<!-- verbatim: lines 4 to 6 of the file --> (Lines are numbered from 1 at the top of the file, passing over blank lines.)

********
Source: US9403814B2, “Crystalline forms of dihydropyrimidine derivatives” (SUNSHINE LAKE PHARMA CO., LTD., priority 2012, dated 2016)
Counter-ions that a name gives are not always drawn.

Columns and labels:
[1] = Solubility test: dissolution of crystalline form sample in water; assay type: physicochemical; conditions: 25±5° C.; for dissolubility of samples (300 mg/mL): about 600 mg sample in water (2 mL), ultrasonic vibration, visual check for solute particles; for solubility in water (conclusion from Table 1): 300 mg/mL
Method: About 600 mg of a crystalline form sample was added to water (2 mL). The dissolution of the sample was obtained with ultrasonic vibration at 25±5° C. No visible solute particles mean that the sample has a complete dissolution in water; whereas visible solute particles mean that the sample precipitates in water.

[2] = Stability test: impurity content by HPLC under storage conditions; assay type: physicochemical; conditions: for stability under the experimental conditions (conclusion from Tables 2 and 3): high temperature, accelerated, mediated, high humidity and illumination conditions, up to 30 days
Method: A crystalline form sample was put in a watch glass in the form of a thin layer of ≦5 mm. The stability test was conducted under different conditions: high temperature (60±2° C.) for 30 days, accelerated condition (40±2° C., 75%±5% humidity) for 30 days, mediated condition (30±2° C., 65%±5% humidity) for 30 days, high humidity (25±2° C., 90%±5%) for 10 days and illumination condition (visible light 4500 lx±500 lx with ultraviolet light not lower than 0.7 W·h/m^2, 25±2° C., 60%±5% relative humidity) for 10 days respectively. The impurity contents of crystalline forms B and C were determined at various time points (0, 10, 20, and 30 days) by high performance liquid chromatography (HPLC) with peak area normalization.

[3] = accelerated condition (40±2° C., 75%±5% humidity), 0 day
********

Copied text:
[1] = Solubility test: dissolution of crystalline form sample in water; assay type: physicochemical; conditions: 25±5° C.; for dissolubility of samples (300 mg/mL): about 600 mg sample in water (2 mL), ultrasonic vibration, visual check for solute particles; for solubility in water (conclusion from Table 1): 300 mg/mL
Method: About 600 mg of a crystalline form sample was added to water (2 mL). The dissolution of the sample was obtained with ultrasonic vibration at 25±5° C. No visible solute particles mean that the sample has a complete dissolution in water; whereas visible solute particles mean that the sample precipitates in water.

[2] = Stability test: impurity content by HPLC under storage conditions; assay type: physicochemical; conditions: for stability under the experimental conditions (conclusion from Tables 2 and 3): high temperature, accelerated, mediated, high humidity and illumination conditions, up to 30 days